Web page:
Anyone who wants to stay or enter Australia must satisfy the character requirement as per Section 501 of the Migration Act 1958. It is also a requirement for current visa holders to continue to satisfy the character requirement. You will not pass the character test if you have a substantial criminal record or engage in criminal activity in Australia. However it is up to the Minister or his delegate to decide whether or not to cancel a visa or to refuse a visa application or sponsorship by considering various factors. Some of these factors include the impact a visa cancellation or refusal would have on a person’s family in Australia and the protection of the Australian community.

For further information regarding the character requirement please see the Department of Home Affairs website:

CHARACTER REQUIREMENT

 


WHAT IS A SUBSTANTIAL CRIMINAL RECORD?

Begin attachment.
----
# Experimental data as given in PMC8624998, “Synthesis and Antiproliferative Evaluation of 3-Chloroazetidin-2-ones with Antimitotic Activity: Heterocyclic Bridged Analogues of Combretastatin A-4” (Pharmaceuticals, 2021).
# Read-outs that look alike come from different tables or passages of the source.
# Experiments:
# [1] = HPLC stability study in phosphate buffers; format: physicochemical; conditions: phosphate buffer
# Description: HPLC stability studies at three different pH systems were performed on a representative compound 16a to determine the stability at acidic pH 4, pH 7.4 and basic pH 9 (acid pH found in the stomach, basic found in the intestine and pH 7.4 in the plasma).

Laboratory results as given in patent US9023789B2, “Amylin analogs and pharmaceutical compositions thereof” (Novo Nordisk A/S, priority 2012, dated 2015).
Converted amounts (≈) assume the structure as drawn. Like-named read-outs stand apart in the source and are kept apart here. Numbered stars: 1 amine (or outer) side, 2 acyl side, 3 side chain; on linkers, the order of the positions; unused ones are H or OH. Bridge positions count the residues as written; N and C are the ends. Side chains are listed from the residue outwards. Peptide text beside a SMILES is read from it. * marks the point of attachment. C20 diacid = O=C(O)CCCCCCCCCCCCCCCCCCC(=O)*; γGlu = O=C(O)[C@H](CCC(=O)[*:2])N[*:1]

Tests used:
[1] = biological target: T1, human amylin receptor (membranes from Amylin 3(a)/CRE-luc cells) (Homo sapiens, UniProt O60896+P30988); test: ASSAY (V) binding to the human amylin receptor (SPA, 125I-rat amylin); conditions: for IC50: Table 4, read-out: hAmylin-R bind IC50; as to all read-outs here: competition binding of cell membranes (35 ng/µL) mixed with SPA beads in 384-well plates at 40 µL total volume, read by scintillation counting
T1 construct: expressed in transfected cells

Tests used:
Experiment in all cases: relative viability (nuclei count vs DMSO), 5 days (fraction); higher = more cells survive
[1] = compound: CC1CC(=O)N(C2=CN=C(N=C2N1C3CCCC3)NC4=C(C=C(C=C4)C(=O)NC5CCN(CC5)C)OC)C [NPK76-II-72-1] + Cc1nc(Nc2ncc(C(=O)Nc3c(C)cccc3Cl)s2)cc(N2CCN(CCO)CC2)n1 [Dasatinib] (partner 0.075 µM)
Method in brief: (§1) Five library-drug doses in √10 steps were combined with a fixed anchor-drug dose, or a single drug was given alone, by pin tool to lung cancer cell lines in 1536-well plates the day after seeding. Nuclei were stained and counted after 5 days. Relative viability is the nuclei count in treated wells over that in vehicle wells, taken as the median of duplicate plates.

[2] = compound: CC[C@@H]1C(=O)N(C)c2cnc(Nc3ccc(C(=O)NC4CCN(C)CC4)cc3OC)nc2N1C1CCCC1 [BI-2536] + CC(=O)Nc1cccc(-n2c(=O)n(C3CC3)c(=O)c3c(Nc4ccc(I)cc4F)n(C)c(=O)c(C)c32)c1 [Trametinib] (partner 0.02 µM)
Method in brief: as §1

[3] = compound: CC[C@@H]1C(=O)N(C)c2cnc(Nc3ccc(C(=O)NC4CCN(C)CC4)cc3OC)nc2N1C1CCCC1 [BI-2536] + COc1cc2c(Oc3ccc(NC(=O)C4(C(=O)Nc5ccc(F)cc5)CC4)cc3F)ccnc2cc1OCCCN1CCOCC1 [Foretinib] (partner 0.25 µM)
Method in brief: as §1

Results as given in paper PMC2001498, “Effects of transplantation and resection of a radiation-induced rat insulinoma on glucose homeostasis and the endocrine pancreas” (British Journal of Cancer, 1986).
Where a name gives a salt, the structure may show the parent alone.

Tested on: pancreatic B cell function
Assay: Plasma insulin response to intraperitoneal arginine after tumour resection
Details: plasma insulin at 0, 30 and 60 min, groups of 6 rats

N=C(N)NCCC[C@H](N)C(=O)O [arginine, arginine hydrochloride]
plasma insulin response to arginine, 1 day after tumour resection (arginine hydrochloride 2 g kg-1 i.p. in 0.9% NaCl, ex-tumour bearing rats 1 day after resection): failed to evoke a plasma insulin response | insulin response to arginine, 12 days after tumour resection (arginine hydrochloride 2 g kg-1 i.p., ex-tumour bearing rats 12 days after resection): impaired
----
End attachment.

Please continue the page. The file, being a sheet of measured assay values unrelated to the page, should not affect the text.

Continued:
According to the Department of Home Affairs you will be deemed to have a substantial criminal record if you have been:

·         Sentenced to death or life imprisonment;

·         Sentenced to prison for more than 12 months;

·         Sentenced to two or more terms of imprisonment, where the total of those terms is 12 months or more (this includes all terms of imprisonment, including suspended sentences and those that are to be served concurrently);

·         Acquitted of an offence on the grounds of unsoundness of mind or insanity and, as a result, been detained in a facility or institution;

·         Found by a court not to be fit to plead in relation to offence but found to have committed the offence and as a result detained in a facility or institution.